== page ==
In a recent column, David Brooks argued that increasing the minimum wage is an ineffective response to income inequality because it would do little to raise workers above the poverty level. Instead, he contends, most of the benefits would go to those higher up the income scale. But Brooks’s understanding of the minimum wage’s role is too narrow. The central purpose of the minimum wage is not to lift the poor above the poverty line—it’s to raise the incomes of low-income workers and their families, not just those below the poverty threshold. Current research suggests that minimum-wage increases are well targeted to improving lower-income individuals’ economic condition. This is contrary to the persistent myth that the minimum wage primarily benefits young workers in high-income households.
The argument made by Brooks, and others who focus narrowly on poverty, is specious for several reasons. First, it conflates poverty and inequality. While related, they are not one and the same. Second, the poverty line is both arbitrary and woefully lacking as a measure of well-being. As currently defined, the poverty line is more descriptive of destitution than mere poverty. At $22,111 for a family of two adults and two children, it is less than a quarter of the income needed for a modest but secure living standard in New York City, and just 37 percent of the income needed in rural Nebraska. Third, it is not a weakness but a strength of the minimum wage that it not only improves the well-being workers above the poverty level who are nevertheless struggling to make ends meet. After all, its purpose is to be a floor that supports broad-based wage growth.
A look at Current Population Survey data demonstrates that the minimum wage is well-targeted to low-income populations. Let us consider three groups of low-wage workers and the households they come from. The workers will be grouped according to their wages:
- Those earning within 3 percent of the minimum wage (the plus or minus 3 percent band allows for respondents rounding their hourly wage response)
- Those earning up to 110 percent of the minimum wage
- Those earning as much as 125 percent of the minimum wage
The households these workers come from will be grouped into the following income ranges:1
- Less than $20,000
- $100,000 and above
In 2012, 57 percent of those whose earnings placed them in the lowest wage category (i.e., within 3 percent of the minimum wage) were from households in the two lowest income categories (i.e., with incomes below $35,000). More than 78 percent of those in the lowest wage category are from households below the U.S. median income (i.e., below $50,000).2 About half of those earning wages no more than either 110 percent or 125 percent of the minimum come from households in the two lowest income categories, and three quarters come from households below the median. President Obama has proposed increasing the federal minimum wage by almost 40 percent in three steps, to $10.10 per hour. Of those earning no more than $10.10 in 2012, 49 percent were from households in the two lowest income categories, and 73 percent were from households below the U.S. median.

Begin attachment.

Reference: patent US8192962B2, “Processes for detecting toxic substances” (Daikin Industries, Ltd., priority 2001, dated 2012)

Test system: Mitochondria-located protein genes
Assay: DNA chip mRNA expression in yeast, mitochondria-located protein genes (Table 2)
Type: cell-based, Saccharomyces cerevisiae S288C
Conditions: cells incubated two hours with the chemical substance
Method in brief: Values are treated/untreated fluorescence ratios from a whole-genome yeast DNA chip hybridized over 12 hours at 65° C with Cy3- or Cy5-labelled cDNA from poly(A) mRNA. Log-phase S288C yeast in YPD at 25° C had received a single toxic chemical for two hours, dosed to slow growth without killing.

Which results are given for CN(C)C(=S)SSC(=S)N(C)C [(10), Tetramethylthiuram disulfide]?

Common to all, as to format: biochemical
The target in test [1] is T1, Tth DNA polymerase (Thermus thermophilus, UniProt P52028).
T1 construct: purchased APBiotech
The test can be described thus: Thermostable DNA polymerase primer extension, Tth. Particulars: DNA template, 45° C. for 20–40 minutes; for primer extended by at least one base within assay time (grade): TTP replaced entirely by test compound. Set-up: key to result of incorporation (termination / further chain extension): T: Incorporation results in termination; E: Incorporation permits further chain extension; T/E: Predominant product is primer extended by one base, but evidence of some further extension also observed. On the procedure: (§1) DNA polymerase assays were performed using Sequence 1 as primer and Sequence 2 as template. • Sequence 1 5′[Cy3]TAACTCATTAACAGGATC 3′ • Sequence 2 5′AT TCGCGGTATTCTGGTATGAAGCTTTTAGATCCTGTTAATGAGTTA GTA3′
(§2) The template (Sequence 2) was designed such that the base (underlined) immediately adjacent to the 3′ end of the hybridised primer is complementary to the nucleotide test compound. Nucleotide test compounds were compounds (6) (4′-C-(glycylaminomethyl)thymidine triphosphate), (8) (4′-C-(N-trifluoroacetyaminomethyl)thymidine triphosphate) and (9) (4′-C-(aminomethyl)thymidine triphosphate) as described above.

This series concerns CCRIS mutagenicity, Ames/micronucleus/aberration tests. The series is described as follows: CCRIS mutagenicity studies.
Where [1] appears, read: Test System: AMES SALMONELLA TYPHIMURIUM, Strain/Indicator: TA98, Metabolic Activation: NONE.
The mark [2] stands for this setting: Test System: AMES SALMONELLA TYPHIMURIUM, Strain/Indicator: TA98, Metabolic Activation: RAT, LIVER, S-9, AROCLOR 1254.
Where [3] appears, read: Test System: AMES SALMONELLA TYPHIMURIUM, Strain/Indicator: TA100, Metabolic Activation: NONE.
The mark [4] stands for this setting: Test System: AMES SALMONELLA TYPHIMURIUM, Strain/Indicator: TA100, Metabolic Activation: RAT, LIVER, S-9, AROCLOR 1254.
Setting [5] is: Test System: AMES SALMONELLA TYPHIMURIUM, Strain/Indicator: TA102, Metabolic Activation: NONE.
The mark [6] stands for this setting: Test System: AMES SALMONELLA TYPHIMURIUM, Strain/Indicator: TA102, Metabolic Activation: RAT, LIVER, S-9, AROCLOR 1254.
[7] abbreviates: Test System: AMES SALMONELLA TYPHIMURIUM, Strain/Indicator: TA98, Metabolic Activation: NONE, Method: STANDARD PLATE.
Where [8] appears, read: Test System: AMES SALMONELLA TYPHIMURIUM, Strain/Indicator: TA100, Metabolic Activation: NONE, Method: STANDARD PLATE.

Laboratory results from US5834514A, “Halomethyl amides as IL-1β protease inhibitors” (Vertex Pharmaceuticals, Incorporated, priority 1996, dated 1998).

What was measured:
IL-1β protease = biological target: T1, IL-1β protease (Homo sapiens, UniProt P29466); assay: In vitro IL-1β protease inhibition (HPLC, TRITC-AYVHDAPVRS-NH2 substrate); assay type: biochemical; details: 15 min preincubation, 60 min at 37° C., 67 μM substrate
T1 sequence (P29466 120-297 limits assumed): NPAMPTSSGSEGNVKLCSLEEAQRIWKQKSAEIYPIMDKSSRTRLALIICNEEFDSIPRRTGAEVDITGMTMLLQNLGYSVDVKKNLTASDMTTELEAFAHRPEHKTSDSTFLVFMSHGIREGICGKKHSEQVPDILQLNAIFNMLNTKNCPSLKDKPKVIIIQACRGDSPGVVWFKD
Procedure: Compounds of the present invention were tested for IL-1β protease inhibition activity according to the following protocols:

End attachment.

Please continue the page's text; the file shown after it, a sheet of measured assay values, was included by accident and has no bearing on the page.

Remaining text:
We can turn this analysis around and consider the fraction of workers in each household income category who have low wages. In 2012, of workers from households with annual incomes below $35,000, 11 percent were in the lowest wage category, 18 percent earned no more than 110 percent of the minimum wage, and 35 percent earned no more than 125 percent of the minimum wage. These workers were about twice as likely to be earning close to the minimum wage as those from households with annual incomes greater than $50,000.
As this analysis demonstrates, the minimum wage is reasonably well targeted toward low-income populations. Although some from higher-income households benefit from boosts in the minimum wage, those in the lower half of the U.S. income distribution—particularly those even closer to the bottom of the income distribution—receive the lion’s share of gains. Although we do not yet know enough about the effect of the minimum wage on low-income families, we know enough to dispel the myth that most benefits go to teens and younger workers from high-income families. Moreover, at a time when tuition costs are soaring and the future well-being of an entire generation is at risk due to crippling student debt levels, to the extent that the minimum wage does benefit young workers, this is surely a positive thing.
Dale Belman and Paul Wolfson have recently completed a review of research on the minimum wage, What Does the Minimum Wage Do? (forthcoming) for the W. E. Upjohn Institute for Employment Research of Kalamazoo, Michigan.
1. About 10 percent and 15 percent of employed individuals, respectively, come from households in the two lowest income categories, while each of the other three categories contains about one quarter of employed persons.
2. The Current Population Survey uses income categories rather than actual household incomes, and one of its category boundaries is $50,000. This is close enough to median household income in 2012, $51,000, that we refer to it as the11 median income.